At this year’s conference of the International Association of Jewish Genealogical Societies, held recently in Philadelphia, I met Steve Luxenberg, an associate editor of The Washington Post and the author of a fascinating new book, Annie’s Ghosts: A Journey Into a Family Secret.
Reviewers have raved about the book, which is a compelling narrative, an exploration of family history and a genealogy how-to lesson all at once. Walter Isaacson, biographer of Albert Einstein, described it as “a gripping detective story and a haunting memoir.” Jan Alpert, president of the National Genealogical Society, wrote that the book “is a great non-fiction read for genealogists . . . I believe Annie’s Ghosts will provide you with different ways to look at some of your research problems.”
Employing his skills as a journalist while struggling to maintain his empathy as a son, Steve pieces together the story of his mother’s motivations for hiding her sister’s existence, his aunt’s unknown life, and the times in which they lived. His search takes him to imperial Russia, Depression-era Detroit and the Holocaust in Ukraine.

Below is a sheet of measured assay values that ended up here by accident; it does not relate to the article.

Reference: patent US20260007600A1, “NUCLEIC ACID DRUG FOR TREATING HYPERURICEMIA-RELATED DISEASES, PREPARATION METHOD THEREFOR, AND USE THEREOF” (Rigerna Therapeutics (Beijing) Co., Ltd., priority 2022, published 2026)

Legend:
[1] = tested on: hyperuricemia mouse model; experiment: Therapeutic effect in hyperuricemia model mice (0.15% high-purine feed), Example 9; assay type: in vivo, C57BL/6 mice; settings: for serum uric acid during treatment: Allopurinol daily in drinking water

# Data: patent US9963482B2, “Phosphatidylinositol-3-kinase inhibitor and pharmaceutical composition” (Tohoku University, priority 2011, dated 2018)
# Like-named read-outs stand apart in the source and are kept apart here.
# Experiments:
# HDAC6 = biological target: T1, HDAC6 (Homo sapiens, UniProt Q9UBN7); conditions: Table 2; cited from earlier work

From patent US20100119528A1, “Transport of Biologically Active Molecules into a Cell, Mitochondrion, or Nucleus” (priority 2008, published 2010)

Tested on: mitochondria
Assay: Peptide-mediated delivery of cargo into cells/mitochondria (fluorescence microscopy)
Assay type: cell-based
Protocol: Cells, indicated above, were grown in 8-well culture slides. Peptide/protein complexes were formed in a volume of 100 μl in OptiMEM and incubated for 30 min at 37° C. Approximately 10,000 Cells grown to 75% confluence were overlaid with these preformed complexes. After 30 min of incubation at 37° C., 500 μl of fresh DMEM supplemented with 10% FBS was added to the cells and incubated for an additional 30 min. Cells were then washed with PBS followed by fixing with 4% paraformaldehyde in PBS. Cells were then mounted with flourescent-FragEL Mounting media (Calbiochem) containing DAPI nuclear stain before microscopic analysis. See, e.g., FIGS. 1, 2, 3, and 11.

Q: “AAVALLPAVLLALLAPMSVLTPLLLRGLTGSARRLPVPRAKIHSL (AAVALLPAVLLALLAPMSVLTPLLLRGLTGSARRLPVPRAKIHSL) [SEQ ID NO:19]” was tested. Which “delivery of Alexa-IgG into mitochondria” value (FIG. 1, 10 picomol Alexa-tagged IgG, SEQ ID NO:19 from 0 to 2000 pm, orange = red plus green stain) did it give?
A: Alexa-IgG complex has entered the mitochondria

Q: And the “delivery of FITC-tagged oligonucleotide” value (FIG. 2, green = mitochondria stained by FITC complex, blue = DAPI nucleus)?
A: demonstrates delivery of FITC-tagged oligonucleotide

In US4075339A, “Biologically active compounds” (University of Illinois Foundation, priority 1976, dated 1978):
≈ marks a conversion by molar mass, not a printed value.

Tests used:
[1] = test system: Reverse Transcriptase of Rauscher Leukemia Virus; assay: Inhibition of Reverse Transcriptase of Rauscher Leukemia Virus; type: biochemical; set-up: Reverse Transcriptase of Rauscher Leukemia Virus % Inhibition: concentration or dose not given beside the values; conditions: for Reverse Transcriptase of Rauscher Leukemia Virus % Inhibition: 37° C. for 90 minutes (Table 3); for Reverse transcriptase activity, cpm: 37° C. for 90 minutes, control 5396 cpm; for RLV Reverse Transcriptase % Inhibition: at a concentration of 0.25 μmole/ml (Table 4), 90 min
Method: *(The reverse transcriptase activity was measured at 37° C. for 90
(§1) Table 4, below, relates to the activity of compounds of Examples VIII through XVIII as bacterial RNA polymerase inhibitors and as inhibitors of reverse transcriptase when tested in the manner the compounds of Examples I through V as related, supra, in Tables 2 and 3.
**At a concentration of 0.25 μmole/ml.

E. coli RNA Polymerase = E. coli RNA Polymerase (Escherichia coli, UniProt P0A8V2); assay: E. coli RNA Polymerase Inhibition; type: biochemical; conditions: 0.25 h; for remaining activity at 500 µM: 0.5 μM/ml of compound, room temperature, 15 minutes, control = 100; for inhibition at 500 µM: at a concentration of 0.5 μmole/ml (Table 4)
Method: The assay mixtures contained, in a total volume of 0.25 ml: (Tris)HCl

I asked Steve to provide an excerpt of Annie’s Ghosts for the Museum. You can read an excerpt of his book within the Museum’s virtual Yiddish Vinkl Bookstore by clicking here.
You can also see what other books are featured at the Bookstore by clicking here.